Andrew Zimmern's Frozen Dinners, Ranked

With food prices skyrocketing, people are turning from restaurants back to their homes. But some days, cooking a full-course meal just isn't in the cards. Seeing that, famous chefs have been launching new lines of frozen meals for the convenience of all. The latest in this trend is Andrew Zimmern. He has lent his name and likeness to a small line of "homestyle" meals available exclusively at Walmart and distributed by Golden West Food Group, the company responsible for Guy Fieri and Gordon Ramsay's frozen meals.

Andrew Zimmern is known for eating just about anything in his show "Bizarre Foods," but this line of products is relatively tame, encompassing some classic American meals that would be at home any day of the week. Zimmern has had a long and varied career with cookbooks, restaurants, and TV shows all under his belt. With all this, we had some high expectations for the meals he put his name on, so we decided to try all of them and see how they stack up.

4. Caramelized Onion Pulled Pork Mac & Cheese

The name says it all: a pulled pork mac and cheese with caramelized onion sauce. From presentation to first taste, this frozen meal did not excel and only worsened. The color in this dish is completely washed out. The meat looks as though it has been boiled to death and is grey. The meal inside does not in any way resemble the pictures on the package, not only because it requires stirring to finish cooking but because the meat and cheese mix into a watery, globby, gray pool.

One bite confirmed our worst fears: it tasted as bad as it looked. The meat was flavorless, as was the cheese sauce. We know both were there. We could see them. But neither came through with any kind of pungency. We also could not taste the caramelized onions. They were definitely there in texture. The whole thing was just overall bland. We have to think about the common comment on cooking shows, many of which Zimmern has judged on, "Did you even taste this before it came out?"

3. Swedish Style Meatballs

The Swedish Style Meatballs meal is egg noodles and gravy with pork, beef, and chicken meatballs. Almost immediately, this one was already better than the Pulled Pork Mac & Cheese. This dish did at least bear a passing resemblance to the photo. We started with the meatballs. They were fine but a bit on the rubbery side. This texture is understandable, given that they were frozen and reheated in a microwave. The microwave is not always kind to certain kinds of food; it is a hazard of the trade.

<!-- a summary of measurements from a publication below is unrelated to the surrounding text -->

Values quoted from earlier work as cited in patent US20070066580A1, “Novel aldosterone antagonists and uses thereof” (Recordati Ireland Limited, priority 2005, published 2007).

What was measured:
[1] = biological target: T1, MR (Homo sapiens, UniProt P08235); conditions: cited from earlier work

The gravy was fine, though nothing to write home about, and the noodles were a little tough. The meal was unremarkable. What makes this meal all the more disappointing is comparing the ingredients in this meal to Zimmern's own recipe and seeing all the differences. Zimmern was not putting corn syrup solids in his meatballs, for example. We appreciate that Zimmern is trying to keep the meals affordable, but his Swedish Style Meatballs are not hitting their mark.

2. Meatloaf with Mashed Potatoes

Finally, we have a meal with some color in it. While the Swedish Style Meatballs and the Pulled Pork Mac & Cheese became homogenous in color, the meatloaf meal actually feels like a whole meal with meat, starch, a vegetable, and vibrant colors. The peas and the mashed potatoes were fine, although both could have used some salt. The mashed potatoes, in particular, were creamy but were weakly seasoned.

The meatloaf was moist, and while it isn't exactly the way mother used to make it, it was perfectly acceptable for a frozen meal. It was, of course, topped with ketchup. Overall, this meal was perfectly fine. That being said, there just was not that much of it. The meatloaf, while decent, was small, and the mashed potatoes were not piled. The whole box only comes in at 500 calories, which is just not that much for what should be a hearty meal. If we are thinking about a nice Sunday dinner, part of that is not walking away hungry, which you might do with this.

1. Turkey Dinner

We don't know what Andrew Zimmern has against the images matching the product, but once again, it is not even close. The image and description show a serving of sliced roasted turkey with a side of mashed potatoes and a side of green beans, all topped with gravy. But upon opening the package, you find a bowl of those ingredients mixed together. Despite this somewhat false advertising, this meal was still our favorite, simply because it tasted the best.

The mashed potatoes in the meal were noticeably more flavorful than the ones in the meatloaf and came out a bit fluffier as well. The potatoes were creamier and buttery. The turkey was about as moist as you can hope for from a frozen meal. The gravy was perfectly fine. It was on par flavorwise with something you would buy at the grocery store.

Once again, we see that this meal is just not substantial. The entire package only has 300 calories. You would likely need at least two for dinner. If you have two, though, it is an acceptable substitute for cooking on a lazy day.

Again, none of these meals really give that homemade taste, but the Turkey Dinner brings flavor, color, and substance to the plate.